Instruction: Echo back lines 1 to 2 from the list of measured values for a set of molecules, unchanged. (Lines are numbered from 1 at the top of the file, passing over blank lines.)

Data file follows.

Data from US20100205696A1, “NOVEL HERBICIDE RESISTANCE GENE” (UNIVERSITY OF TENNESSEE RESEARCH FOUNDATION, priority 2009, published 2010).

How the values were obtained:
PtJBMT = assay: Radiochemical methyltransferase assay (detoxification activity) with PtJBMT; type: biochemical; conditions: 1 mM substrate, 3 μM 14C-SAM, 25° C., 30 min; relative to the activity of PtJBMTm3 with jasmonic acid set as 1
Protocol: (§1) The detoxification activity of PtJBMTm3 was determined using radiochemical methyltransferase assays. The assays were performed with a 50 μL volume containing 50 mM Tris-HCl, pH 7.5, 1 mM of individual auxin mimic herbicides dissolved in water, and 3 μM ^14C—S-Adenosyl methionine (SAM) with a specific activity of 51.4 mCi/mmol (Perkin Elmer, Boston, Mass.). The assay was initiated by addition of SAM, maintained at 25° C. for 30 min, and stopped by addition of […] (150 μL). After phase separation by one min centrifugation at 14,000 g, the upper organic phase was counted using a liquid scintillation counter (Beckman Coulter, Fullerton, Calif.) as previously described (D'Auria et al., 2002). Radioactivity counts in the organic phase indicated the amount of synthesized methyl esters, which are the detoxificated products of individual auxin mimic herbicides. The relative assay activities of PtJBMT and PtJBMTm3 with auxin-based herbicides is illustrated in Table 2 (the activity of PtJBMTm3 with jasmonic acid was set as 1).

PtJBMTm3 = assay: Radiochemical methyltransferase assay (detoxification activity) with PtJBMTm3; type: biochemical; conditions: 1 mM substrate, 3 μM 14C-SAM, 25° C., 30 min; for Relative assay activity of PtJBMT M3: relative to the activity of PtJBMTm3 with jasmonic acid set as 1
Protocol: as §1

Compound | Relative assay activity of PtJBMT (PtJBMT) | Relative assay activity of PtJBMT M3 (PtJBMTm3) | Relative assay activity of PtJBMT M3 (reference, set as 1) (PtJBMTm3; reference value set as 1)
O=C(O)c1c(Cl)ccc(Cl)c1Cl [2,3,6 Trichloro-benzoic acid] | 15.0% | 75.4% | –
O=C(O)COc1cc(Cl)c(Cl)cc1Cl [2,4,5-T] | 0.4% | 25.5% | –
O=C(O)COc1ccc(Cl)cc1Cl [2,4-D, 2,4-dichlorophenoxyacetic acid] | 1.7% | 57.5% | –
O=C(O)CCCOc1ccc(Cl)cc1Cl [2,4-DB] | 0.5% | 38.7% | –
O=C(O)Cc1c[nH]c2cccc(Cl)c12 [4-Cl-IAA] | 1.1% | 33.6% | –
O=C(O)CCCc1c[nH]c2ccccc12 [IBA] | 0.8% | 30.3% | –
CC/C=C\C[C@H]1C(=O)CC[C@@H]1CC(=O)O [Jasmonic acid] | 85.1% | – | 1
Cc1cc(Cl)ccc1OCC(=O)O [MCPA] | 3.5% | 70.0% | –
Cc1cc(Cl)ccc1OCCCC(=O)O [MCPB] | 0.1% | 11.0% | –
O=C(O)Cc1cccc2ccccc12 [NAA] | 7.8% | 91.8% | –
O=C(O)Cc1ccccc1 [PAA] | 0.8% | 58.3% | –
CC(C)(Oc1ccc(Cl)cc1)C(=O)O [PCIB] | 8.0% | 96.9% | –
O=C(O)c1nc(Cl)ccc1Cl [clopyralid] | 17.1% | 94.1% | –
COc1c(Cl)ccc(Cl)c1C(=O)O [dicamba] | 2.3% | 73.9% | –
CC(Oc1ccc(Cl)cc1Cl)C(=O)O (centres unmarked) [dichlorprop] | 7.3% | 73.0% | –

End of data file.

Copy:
Data from US20100205696A1, “NOVEL HERBICIDE RESISTANCE GENE” (UNIVERSITY OF TENNESSEE RESEARCH FOUNDATION, priority 2009, published 2010).

How the values were obtained: